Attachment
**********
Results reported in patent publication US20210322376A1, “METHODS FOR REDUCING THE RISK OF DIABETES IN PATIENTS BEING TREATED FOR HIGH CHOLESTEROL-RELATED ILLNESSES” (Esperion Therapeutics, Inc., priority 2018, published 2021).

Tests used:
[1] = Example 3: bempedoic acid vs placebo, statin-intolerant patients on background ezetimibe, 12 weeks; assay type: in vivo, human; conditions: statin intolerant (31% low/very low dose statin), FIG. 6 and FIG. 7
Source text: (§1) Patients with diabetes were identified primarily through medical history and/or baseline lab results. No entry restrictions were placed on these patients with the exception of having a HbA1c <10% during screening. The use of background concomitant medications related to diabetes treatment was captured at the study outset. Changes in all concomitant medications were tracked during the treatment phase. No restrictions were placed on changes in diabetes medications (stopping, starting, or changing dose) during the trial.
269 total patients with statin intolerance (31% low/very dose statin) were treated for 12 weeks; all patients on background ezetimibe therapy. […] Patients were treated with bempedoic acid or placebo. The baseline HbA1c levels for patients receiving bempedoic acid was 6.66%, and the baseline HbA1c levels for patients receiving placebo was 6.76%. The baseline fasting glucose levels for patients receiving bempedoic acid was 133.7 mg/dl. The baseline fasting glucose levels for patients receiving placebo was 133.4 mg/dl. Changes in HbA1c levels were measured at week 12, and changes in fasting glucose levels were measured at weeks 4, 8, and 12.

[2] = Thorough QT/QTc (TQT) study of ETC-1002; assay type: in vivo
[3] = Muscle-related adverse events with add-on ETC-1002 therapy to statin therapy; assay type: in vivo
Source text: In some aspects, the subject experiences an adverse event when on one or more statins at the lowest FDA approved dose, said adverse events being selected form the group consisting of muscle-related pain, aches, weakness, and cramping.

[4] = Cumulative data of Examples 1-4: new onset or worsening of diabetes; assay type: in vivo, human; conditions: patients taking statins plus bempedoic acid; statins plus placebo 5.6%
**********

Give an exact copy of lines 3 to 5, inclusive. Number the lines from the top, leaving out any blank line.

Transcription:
[1] = Example 3: bempedoic acid vs placebo, statin-intolerant patients on background ezetimibe, 12 weeks; assay type: in vivo, human; conditions: statin intolerant (31% low/very low dose statin), FIG. 6 and FIG. 7
Source text: (§1) Patients with diabetes were identified primarily through medical history and/or baseline lab results. No entry restrictions were placed on these patients with the exception of having a HbA1c <10% during screening. The use of background concomitant medications related to diabetes treatment was captured at the study outset. Changes in all concomitant medications were tracked during the treatment phase. No restrictions were placed on changes in diabetes medications (stopping, starting, or changing dose) during the trial.
269 total patients with statin intolerance (31% low/very dose statin) were treated for 12 weeks; all patients on background ezetimibe therapy. […] Patients were treated with bempedoic acid or placebo. The baseline HbA1c levels for patients receiving bempedoic acid was 6.66%, and the baseline HbA1c levels for patients receiving placebo was 6.76%. The baseline fasting glucose levels for patients receiving bempedoic acid was 133.7 mg/dl. The baseline fasting glucose levels for patients receiving placebo was 133.4 mg/dl. Changes in HbA1c levels were measured at week 12, and changes in fasting glucose levels were measured at weeks 4, 8, and 12.